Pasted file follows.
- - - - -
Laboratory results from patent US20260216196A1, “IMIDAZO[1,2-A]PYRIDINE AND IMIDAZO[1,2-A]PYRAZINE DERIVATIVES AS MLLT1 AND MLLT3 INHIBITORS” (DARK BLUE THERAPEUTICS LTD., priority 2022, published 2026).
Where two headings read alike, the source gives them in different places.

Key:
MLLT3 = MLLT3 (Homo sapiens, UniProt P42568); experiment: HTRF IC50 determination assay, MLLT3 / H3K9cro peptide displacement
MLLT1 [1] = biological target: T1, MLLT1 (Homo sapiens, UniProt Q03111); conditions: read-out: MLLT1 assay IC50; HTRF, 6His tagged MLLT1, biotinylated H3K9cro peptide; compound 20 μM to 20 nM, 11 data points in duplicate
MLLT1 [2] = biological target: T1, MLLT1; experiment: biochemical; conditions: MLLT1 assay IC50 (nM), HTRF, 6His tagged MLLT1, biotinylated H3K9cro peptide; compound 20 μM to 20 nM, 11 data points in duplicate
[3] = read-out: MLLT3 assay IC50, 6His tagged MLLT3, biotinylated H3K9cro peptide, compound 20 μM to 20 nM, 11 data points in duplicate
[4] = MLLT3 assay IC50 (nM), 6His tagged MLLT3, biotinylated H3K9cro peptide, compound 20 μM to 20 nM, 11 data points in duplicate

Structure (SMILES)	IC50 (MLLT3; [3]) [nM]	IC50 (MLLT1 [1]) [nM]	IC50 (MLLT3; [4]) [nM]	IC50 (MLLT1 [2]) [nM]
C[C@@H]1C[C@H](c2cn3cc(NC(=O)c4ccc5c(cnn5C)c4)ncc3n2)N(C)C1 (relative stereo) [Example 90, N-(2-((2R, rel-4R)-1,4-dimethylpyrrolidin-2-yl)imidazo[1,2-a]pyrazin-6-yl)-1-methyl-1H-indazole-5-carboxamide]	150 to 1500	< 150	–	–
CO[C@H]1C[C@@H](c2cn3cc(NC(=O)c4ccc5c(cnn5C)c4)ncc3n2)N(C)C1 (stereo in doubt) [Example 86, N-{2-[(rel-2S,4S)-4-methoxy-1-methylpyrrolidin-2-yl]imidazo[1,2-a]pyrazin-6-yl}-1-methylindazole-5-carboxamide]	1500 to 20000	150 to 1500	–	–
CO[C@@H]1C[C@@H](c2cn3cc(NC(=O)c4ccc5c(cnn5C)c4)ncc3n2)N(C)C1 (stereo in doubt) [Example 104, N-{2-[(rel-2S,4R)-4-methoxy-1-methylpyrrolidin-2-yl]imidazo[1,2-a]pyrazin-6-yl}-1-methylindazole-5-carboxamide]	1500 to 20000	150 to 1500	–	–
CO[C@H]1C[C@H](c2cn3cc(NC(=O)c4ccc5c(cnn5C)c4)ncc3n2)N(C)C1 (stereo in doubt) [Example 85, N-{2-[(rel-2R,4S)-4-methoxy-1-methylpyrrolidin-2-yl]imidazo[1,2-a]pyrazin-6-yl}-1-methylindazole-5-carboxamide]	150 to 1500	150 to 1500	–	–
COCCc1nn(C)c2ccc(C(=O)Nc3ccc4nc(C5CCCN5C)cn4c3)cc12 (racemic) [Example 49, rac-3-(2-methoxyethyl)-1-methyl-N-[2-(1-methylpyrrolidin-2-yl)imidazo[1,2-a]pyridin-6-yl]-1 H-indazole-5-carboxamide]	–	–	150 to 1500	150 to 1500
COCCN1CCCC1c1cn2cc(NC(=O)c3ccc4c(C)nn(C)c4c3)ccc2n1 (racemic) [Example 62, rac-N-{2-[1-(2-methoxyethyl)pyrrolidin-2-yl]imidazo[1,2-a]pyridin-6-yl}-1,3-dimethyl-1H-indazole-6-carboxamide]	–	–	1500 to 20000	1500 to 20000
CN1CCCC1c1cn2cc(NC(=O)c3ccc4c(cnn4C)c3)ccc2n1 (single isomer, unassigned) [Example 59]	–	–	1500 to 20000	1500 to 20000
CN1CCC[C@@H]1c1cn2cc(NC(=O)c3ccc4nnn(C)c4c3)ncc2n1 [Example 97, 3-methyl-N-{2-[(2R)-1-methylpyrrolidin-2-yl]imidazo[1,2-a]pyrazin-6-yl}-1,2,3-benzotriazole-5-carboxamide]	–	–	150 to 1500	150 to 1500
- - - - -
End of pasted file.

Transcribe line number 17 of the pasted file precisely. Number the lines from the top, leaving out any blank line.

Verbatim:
CN1CCC[C@@H]1c1cn2cc(NC(=O)c3ccc4nnn(C)c4c3)ncc2n1 [Example 97, 3-methyl-N-{2-[(2R)-1-methylpyrrolidin-2-yl]imidazo[1,2-a]pyrazin-6-yl}-1,2,3-benzotriazole-5-carboxamide]	–	–	150 to 1500	150 to 1500